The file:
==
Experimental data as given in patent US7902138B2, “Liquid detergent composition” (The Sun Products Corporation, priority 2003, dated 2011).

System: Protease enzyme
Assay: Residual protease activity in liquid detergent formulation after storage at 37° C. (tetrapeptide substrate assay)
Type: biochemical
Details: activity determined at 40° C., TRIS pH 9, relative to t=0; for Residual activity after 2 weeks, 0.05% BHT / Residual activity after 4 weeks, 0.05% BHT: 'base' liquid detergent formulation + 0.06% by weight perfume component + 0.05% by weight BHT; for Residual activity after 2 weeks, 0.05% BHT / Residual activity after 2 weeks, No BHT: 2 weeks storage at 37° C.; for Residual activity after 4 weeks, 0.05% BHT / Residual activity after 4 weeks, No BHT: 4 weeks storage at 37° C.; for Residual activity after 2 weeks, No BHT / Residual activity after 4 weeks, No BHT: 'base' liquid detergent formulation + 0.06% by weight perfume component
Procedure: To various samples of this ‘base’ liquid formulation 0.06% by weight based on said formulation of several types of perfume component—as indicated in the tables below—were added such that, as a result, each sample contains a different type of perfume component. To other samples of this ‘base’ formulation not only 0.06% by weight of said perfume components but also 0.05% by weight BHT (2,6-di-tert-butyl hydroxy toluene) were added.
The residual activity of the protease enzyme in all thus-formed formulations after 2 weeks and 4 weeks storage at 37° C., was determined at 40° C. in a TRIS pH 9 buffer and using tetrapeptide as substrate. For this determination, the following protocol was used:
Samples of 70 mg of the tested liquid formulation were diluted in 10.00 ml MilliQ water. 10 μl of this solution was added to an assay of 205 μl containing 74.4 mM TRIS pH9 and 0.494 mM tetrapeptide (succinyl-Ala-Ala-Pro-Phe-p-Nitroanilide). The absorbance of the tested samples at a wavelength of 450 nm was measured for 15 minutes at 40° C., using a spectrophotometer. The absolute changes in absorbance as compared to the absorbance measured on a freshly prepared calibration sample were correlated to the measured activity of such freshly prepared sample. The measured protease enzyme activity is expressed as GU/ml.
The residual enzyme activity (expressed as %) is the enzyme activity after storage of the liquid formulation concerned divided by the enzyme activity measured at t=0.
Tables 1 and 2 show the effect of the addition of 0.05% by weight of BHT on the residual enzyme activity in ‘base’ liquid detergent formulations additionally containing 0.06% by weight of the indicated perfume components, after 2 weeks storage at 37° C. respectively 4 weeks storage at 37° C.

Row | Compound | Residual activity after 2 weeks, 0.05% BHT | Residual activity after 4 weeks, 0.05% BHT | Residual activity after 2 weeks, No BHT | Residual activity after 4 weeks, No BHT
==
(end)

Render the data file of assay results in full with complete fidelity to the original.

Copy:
Experimental data as given in patent US7902138B2, “Liquid detergent composition” (The Sun Products Corporation, priority 2003, dated 2011).

System: Protease enzyme
Assay: Residual protease activity in liquid detergent formulation after storage at 37° C. (tetrapeptide substrate assay)
Type: biochemical
Details: activity determined at 40° C., TRIS pH 9, relative to t=0; for Residual activity after 2 weeks, 0.05% BHT / Residual activity after 4 weeks, 0.05% BHT: 'base' liquid detergent formulation + 0.06% by weight perfume component + 0.05% by weight BHT; for Residual activity after 2 weeks, 0.05% BHT / Residual activity after 2 weeks, No BHT: 2 weeks storage at 37° C.; for Residual activity after 4 weeks, 0.05% BHT / Residual activity after 4 weeks, No BHT: 4 weeks storage at 37° C.; for Residual activity after 2 weeks, No BHT / Residual activity after 4 weeks, No BHT: 'base' liquid detergent formulation + 0.06% by weight perfume component
Procedure: To various samples of this ‘base’ liquid formulation 0.06% by weight based on said formulation of several types of perfume component—as indicated in the tables below—were added such that, as a result, each sample contains a different type of perfume component. To other samples of this ‘base’ formulation not only 0.06% by weight of said perfume components but also 0.05% by weight BHT (2,6-di-tert-butyl hydroxy toluene) were added.
The residual activity of the protease enzyme in all thus-formed formulations after 2 weeks and 4 weeks storage at 37° C., was determined at 40° C. in a TRIS pH 9 buffer and using tetrapeptide as substrate. For this determination, the following protocol was used:
Samples of 70 mg of the tested liquid formulation were diluted in 10.00 ml MilliQ water. 10 μl of this solution was added to an assay of 205 μl containing 74.4 mM TRIS pH9 and 0.494 mM tetrapeptide (succinyl-Ala-Ala-Pro-Phe-p-Nitroanilide). The absorbance of the tested samples at a wavelength of 450 nm was measured for 15 minutes at 40° C., using a spectrophotometer. The absolute changes in absorbance as compared to the absorbance measured on a freshly prepared calibration sample were correlated to the measured activity of such freshly prepared sample. The measured protease enzyme activity is expressed as GU/ml.
The residual enzyme activity (expressed as %) is the enzyme activity after storage of the liquid formulation concerned divided by the enzyme activity measured at t=0.
Tables 1 and 2 show the effect of the addition of 0.05% by weight of BHT on the residual enzyme activity in ‘base’ liquid detergent formulations additionally containing 0.06% by weight of the indicated perfume components, after 2 weeks storage at 37° C. respectively 4 weeks storage at 37° C.

Row | Compound | Residual activity after 2 weeks, 0.05% BHT | Residual activity after 4 weeks, 0.05% BHT | Residual activity after 2 weeks, No BHT | Residual activity after 4 weeks, No BHT